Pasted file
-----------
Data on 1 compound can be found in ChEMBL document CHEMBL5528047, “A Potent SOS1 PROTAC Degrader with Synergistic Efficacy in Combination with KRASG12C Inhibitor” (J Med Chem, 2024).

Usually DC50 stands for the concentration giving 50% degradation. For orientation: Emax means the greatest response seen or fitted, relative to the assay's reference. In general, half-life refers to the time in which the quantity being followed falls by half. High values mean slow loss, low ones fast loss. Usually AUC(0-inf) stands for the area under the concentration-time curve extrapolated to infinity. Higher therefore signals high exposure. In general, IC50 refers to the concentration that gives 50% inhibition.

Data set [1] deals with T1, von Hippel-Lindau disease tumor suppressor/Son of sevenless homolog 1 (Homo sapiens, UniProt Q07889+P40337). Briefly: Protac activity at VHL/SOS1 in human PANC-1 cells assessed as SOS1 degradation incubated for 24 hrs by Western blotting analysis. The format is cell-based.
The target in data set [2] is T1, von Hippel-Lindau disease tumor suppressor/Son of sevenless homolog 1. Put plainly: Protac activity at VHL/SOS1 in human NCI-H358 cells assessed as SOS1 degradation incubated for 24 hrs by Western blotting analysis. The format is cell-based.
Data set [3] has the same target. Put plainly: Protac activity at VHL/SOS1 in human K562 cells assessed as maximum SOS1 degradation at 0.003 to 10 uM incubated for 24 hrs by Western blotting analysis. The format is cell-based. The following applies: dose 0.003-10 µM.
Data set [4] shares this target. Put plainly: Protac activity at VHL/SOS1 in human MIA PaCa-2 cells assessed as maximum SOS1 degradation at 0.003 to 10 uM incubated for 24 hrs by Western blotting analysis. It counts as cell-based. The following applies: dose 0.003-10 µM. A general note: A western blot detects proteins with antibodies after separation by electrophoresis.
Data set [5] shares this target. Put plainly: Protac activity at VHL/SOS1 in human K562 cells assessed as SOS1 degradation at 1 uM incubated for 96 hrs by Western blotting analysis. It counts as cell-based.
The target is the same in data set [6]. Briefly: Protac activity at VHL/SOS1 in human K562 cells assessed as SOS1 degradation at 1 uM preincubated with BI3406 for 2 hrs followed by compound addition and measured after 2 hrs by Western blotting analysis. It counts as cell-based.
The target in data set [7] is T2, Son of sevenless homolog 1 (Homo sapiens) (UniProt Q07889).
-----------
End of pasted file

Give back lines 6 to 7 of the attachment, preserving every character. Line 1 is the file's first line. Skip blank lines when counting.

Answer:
Data set [4] shares this target. Put plainly: Protac activity at VHL/SOS1 in human MIA PaCa-2 cells assessed as maximum SOS1 degradation at 0.003 to 10 uM incubated for 24 hrs by Western blotting analysis. It counts as cell-based. The following applies: dose 0.003-10 µM. A general note: A western blot detects proteins with antibodies after separation by electrophoresis.
Data set [5] shares this target. Put plainly: Protac activity at VHL/SOS1 in human K562 cells assessed as SOS1 degradation at 1 uM incubated for 96 hrs by Western blotting analysis. It counts as cell-based.